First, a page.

Death in Custody Reporting Act of 2013by Senator Patrick J. Leahy
Posted on 2014-12-10
LEAHY. Mr. President, today Senators have finally come together
to pass the Death in Custody Reporting Act, which will provide
important transparency to law enforcement efforts and our prison
system. At a time
when our Nation is having an important conversation about police
encounters that result in the loss of life, we know that hundreds of
police-related deaths are unaccounted for in Federal statistics. The
Death in Custody Reporting Act will require that State and Federal law
enforcement officials report deaths in their custody, including those
that occur during arrest. The Justice Department will then have the
opportunity to analyze the data and see what we can learn from it. The
American people deserve as much.
Too many communities across our country are losing faith in our justice system. This bill provides a step toward accountability, and it is my hope that it may ultimately lead to restoring some measure of trust in these communities. If we are ever able to truly embody the words engraved in Vermont marble above the United States Supreme Court building, ``Equal Justice Under the Law,'' then more of course must be done. I look forward to continuing these efforts in the next Congress.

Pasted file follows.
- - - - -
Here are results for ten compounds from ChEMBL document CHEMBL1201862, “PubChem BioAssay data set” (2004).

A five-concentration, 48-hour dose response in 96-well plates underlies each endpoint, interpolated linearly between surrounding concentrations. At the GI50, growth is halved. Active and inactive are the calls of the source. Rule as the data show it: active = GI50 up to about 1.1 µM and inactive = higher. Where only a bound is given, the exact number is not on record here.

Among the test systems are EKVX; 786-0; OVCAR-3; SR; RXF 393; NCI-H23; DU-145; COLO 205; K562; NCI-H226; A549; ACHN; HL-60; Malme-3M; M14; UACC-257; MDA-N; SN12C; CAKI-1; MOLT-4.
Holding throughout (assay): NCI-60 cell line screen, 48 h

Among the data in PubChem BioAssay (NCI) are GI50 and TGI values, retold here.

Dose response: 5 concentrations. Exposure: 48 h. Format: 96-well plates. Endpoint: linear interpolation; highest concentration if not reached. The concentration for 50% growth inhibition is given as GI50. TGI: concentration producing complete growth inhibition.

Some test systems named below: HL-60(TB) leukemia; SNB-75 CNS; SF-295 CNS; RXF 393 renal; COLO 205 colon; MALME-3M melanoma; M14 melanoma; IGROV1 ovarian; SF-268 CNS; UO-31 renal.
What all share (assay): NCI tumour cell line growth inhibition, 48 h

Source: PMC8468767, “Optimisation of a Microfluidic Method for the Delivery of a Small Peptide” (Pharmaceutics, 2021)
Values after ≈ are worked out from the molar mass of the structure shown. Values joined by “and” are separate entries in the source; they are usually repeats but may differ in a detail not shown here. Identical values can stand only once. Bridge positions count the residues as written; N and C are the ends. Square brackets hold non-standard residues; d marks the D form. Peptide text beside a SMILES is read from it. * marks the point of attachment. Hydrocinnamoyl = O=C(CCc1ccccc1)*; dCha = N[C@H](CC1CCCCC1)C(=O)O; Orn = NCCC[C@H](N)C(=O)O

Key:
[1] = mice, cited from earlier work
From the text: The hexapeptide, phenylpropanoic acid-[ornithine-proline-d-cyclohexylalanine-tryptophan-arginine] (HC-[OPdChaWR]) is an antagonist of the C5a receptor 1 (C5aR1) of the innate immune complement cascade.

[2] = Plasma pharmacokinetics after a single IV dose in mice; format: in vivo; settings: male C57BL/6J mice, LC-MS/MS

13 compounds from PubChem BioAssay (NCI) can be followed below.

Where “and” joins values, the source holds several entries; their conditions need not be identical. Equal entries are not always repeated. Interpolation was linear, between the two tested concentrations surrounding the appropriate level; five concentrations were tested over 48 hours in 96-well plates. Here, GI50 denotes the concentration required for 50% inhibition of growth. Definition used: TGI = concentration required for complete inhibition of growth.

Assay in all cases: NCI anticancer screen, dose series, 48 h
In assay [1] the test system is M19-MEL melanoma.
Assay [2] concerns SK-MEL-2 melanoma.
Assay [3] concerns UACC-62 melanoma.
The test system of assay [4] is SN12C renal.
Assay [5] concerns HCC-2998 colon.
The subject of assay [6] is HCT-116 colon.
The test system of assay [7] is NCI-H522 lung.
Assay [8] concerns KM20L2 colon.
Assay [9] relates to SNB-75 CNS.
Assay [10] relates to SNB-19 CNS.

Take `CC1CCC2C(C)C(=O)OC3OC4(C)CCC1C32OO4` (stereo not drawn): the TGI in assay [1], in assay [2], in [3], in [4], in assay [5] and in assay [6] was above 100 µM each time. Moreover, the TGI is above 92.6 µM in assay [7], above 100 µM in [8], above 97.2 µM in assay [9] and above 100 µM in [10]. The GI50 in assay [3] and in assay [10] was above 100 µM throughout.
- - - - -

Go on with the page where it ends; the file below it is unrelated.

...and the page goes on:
The prior authorization for the Death in Custody Reporting Act expired in 2006, and after too many years of inaction, I am glad that Democrats and Republicans have come together and sent this reauthorization bill to the President for signature. My appreciation goes to Congressman Bobby Scott, who sponsored and has long championed this legislation, as well Senator Richard Blumenthal, who sponsored a Senate version.
This has been an important week for transparency. On Monday, the Senate came together to pass my bipartisan FOIA Improvement Act and I hope the House will soon take up this bill. On Tuesday, I spoke on the Senate floor in favor of the release of the executive summary of the Senate Intelligence Committee Study of the CIA's Detention and Interrogation Program. Both of these actions did not come easily, but in both instances the interests of the American public and our values as a democracy prevailed. Today, we have again come together in the interest of transparency for the betterment of our Nation.